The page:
No thanks, I’ll sit this one out…
I don’t begrudge anyone in any fighting sport the opportunity to make money. These men are talented in their respective sports and they put themselves at risk out there so let them get paid. I get it!
However, on that Saturday night in August as you gather around your TV’s in anticipation of the big fight between Conor McGregor and Floyd Maywether, please take a moment and consider this.
One day a few years back a boy showed up at my gym with all of his worldly possessions in a backpack wanting to become a professional boxer. He had heard about me from a distant relative and came half-way around the world, leaving his wife and 3 year-old daughter behind, to come chase his dream. He knew two words of English…”me champion.”
He had risked it all and as we spoke I could see in his eyes the desperateness and willingness to do anything to achieve that dream. As I learned more about him I was humbled by his story and the incredible sacrifice and hardship he undertook just to arrive at my door…it brought tears to my eyes.
I tell you this because his story is not unique in boxing. In fact, it’s just the opposite and once you are part of this sport you see just how powerful and meaningful boxing is to these kids.
It’s been said that boxing is the sport of last resort and that young men who choose boxing as a career either make bad choices or have no other choices. There is a great deal of truth in that for many of these kids.
This willingness to suffer unspeakable pain, endure immeasurable hardship and overcome unthinkable heartache in the face of overwhelming opposition is one of boxing’s most enduring and compelling qualities. It’s the reason we admire boxers so much and it allows us to identify with the sport even if we have never been a boxer or stepped into the ring. We love boxing because of the struggle. We love Rocky because he is us.
In August as Conor McGregor steps into the ring we will know one thing, he has not struggled to be a boxer. Yes, I’m sure his story and struggle to be great in the MMA is compelling but we will know that his struggle was not a boxer’s story but that of an MMA fighter.
It will be in that moment when we realize that the spectacle of the event forgets and disrespects the millions of boys who traveled with backpacks across the world to chase their dreams. It forgets the pain and heartache suffered by the boys as they honed their craft while training in hot, dark ,dank, back-alley gyms across the world hoping and waiting for their one chance to jump up on the stage.
Here is the truth of it all. If you ever want to see who is at the top of the boxing ranks simply look at the bottom of the socioeconomic scale. These are the men most easily forgotten and disrespected in life. We respect and admire their journey but we are quick to abandon them for the money or for the first bright shiny object that comes along.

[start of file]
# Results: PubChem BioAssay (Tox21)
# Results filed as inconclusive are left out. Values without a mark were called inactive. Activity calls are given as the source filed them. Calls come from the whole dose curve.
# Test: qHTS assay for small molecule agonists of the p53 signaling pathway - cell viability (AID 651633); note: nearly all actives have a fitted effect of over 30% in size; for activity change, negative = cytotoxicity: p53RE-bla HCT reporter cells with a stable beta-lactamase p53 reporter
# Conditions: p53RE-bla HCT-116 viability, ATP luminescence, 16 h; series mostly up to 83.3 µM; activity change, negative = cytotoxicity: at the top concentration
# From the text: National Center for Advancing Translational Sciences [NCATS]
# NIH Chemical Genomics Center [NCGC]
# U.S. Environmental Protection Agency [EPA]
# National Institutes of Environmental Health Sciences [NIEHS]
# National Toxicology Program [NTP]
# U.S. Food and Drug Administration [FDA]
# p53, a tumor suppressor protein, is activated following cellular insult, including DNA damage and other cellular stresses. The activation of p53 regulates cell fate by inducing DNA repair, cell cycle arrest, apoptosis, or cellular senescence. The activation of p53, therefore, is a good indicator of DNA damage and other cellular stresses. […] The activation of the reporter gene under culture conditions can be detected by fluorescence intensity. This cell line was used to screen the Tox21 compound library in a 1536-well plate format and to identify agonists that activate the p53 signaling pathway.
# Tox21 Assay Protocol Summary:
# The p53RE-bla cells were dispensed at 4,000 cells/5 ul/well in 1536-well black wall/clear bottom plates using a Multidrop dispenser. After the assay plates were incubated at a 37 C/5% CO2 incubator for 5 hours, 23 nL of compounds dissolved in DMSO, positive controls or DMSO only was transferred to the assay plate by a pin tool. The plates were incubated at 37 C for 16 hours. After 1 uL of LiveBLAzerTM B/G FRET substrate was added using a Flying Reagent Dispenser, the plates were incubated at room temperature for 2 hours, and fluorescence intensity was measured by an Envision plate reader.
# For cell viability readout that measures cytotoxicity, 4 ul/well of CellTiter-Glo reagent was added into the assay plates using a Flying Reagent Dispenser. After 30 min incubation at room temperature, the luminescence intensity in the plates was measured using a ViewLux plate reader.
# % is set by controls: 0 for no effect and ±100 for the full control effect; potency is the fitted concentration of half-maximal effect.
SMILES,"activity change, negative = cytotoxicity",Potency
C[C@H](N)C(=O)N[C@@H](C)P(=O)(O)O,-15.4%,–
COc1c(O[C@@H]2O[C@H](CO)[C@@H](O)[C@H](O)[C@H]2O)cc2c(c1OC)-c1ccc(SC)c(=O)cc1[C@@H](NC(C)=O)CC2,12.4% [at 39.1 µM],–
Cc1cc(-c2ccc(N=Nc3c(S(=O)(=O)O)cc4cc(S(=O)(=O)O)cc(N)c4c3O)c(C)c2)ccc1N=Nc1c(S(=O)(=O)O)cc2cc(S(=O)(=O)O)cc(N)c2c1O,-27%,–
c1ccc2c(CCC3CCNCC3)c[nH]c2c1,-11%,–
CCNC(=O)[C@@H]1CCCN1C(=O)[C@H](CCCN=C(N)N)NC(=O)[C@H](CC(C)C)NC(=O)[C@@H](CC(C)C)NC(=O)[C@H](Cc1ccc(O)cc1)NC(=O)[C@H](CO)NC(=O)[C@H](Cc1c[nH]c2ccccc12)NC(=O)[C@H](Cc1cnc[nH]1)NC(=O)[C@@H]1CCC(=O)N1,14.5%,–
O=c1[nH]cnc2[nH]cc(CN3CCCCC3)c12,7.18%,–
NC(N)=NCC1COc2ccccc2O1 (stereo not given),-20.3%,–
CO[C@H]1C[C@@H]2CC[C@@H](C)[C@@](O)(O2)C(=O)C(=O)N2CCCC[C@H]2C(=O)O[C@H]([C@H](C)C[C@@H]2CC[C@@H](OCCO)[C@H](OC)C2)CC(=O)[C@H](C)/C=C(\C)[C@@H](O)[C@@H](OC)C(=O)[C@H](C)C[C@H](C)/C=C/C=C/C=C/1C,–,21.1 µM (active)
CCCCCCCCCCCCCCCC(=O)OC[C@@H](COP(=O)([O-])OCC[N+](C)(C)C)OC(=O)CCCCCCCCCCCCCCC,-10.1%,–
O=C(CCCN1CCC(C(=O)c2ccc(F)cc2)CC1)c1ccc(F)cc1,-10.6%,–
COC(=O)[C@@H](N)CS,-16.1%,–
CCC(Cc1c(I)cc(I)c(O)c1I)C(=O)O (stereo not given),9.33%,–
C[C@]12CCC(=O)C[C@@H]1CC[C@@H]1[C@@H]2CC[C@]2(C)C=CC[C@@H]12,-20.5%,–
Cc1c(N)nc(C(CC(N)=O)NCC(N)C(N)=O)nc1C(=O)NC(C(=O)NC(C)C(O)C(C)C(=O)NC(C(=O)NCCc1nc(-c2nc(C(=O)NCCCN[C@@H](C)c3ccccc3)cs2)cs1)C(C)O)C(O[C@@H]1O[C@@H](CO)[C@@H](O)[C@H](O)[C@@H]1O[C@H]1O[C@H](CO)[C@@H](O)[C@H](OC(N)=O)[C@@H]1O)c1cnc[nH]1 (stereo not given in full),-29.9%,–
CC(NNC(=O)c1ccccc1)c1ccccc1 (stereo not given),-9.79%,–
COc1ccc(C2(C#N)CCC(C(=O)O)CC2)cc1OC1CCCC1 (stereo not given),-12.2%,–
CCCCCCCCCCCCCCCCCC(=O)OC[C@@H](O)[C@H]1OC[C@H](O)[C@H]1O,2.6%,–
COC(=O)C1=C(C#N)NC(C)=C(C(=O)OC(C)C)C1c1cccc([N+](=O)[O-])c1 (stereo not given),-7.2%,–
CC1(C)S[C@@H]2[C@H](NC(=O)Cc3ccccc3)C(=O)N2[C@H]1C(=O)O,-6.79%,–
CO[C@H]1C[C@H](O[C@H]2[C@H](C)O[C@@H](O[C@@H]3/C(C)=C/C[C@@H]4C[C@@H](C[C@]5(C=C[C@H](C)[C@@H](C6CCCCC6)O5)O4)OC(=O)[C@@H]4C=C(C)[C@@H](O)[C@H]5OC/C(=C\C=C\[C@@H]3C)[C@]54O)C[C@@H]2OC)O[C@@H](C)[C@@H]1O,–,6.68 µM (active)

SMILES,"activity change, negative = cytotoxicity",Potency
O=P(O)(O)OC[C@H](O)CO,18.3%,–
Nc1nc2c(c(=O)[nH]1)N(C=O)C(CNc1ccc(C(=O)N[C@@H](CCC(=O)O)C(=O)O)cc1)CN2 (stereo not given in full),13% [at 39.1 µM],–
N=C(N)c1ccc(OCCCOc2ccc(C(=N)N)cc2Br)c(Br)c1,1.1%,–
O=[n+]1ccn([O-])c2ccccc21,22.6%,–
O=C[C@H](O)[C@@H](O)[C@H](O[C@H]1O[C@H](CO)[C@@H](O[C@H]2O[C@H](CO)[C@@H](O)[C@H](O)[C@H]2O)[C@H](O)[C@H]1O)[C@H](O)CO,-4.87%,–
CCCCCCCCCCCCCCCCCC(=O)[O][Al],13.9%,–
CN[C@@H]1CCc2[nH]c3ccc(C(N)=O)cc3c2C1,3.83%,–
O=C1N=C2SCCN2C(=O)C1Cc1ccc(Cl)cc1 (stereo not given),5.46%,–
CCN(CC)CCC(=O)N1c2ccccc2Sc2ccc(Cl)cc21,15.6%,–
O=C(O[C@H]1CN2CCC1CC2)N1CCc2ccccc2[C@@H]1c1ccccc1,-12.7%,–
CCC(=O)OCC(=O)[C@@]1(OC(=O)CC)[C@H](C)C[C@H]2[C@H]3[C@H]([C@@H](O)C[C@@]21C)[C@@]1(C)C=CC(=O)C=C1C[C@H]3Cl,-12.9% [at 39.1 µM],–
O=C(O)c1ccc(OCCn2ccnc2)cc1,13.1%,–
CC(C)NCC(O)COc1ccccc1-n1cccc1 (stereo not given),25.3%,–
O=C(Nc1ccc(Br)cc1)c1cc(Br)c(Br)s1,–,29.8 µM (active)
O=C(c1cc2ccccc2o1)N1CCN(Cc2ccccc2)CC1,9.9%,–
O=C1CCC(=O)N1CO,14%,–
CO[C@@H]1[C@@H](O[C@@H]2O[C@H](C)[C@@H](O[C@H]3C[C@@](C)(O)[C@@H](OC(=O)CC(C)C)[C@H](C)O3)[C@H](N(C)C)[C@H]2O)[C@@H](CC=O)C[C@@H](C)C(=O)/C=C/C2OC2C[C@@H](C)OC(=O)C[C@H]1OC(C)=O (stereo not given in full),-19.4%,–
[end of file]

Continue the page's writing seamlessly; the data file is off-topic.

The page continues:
In many State Athletic (boxing) Commissions it would be difficult for this fight to even happen. How is it that a man with zero professional boxing matches can get approved to fight a 12 round bout against arguably the greatest fighter of our generation when a National Golden Gloves Champion can barley get a debut pro fight approved for 6 rounds against another debut fighter?
I like Conor McGregor. I respect what he has accomplished as an MMA fighter but my boys have suffered for boxing. They have given their heart and soul to the sport and left everything behind just to have a chance. I can’t forget them now.
Maybe it’s different for me because I’m a coach and I am to close to the struggle. Maybe I’m just “old school” and out of touch with today’s morality but for me I can’t enjoy the fight knowing what I know.
I expect the fight to be a one-sided bore-fest until McGregor finally gets chopped down late in the fight. I admire Conor McGregor for his bravery and talents but I won’t be watching and it won’t be because I disrespect him, but rather because I do respect all those other boys traveling the world with backpacks right now.
I’m not naive. I understand that the lifeblood of the State of Nevada is gambling and sport. I understand that this event will mean millions of dollars in needed revenue to the hotels and casinos. It’s good for the city and its people and why the hell not! I get it, but part of me was still hoping that the Nevada State Commission would give a nod to the boys with the backpacks by acknowledging the struggle and using this moment to honor the sport and show all those boys some respect for helping, in small part, to build that city.
Like I said, I’m not against anyone making money, but for me I will be thinking of that boy with the backpack and wondering when he will get his shot in the sport that he has sacrificed so much for and to which he has dedicated his life.
One final thing…that boy I mentioned at the onset of this article…the one who traveled across the world to train with me is now 13-0 and the current IBO International Bantamweight Champion. No matter what happens from here out, one thing is for certain, if/when he finally gets his chance under the big lights…he will have earned it. I can’t say that for Conor McGregor.
Enjoy the fight in August but pardon me if I sit this one out.
Professional Boxing Trainer/Coach
USA Boxing Coach